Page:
In the industrial environment, integrated supply took hold in the mid-2000s, and most large accounts buy this way now. This means, of course, that salespeople who are selling product or service to those same mid-level managers as before are left on the sidelines.
The same phenomenon is happening in multiple industries. For instance, the copier and office technology industry is evolving from product (buy our copier because it’s the best) to service (managed print services where we handle everything from copiers to toner to paper and charge you per-click) to conceptual (let us install software that manages your entire document process, from creation to duplication to archiving). It’s probably happening in your industry – and if you’re not working, or getting ready to work, at a conceptual level, you’re going to get left behind.
That’s my whole point. When selling went from transactional (product) to relationship (service), some good product salespeople got left behind because they couldn’t transition. There are still a number of transactional salespeople out there (and transactional sales processes), and they are struggling. However, that transition was less difficult, because in most cases, the contact remained the same – so the major change was in approach.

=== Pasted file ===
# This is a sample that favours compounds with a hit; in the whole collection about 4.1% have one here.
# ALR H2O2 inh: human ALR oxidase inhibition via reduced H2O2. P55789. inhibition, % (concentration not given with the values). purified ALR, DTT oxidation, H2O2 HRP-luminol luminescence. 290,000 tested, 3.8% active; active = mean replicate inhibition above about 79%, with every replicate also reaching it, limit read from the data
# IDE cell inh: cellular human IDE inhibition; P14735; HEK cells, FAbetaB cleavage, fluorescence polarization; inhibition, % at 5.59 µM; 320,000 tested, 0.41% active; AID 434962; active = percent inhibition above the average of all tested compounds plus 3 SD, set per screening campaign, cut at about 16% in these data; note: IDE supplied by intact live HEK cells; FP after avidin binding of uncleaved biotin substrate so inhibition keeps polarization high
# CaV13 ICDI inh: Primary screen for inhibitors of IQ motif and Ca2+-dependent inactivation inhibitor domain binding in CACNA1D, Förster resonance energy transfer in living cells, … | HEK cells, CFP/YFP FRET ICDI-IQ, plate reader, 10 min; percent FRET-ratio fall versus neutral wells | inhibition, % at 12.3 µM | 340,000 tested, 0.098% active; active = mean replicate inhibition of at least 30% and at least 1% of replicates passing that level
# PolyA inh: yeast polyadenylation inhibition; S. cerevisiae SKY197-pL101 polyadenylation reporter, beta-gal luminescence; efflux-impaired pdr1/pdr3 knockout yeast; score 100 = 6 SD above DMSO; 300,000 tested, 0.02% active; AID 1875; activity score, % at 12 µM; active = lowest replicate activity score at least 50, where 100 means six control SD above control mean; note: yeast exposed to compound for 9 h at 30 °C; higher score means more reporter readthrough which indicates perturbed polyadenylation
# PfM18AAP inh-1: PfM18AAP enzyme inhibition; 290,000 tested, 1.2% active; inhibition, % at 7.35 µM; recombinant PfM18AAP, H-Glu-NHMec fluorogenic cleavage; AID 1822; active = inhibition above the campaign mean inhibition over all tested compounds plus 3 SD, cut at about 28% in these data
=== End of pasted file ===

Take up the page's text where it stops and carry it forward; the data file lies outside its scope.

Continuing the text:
Today’s evolution is tougher, because now relationship salespeople are getting left behind. They’re finding that their relationships aren’t with the right people to keep them alive in their customers. A great relationship at mid-level does no good when someone sells the concept of a different process to the mid-level person’s boss.
I’ve been saying for some time that the successful salesperson of the next 20 years will be far different from the successful salesperson of the last 20. Here’s how I see the successful salesperson of the next 20 years:
• Highly polished and professional: The successful salesperson of the future will be able to meet, and win sales, with the top officer in the company. He or she will be able to speak to the CEO as an equal, not as a supplicant. This means more than looking good in a suit.
• Great businessperson: The salesperson of the future will need more than expertise in products and services; they will need to understand how to read a P&L, how to help build and grow their customers’ businesses, and understand instinctively how to address issues like opportunity costs, hidden costs, and other high-level and big-picture issues that officers face.
• Versatile: That said, the salesperson of the future will still need to shift gears and work with the downstream implementers and influencers that will put their concepts to work. Yes, you’re going over the head of the midlevel managers when you approach the CEO – but if you do it right, they never feel like they’ve been disrespected.
• Well trained: Finally, that salesperson will need to be incredibly well trained in all three sales models – transactional, relationship, and conceptual – and know when to use each.
If that sounds like a big challenge, it is. But challenging is different than impossible. Are you up to the challenge?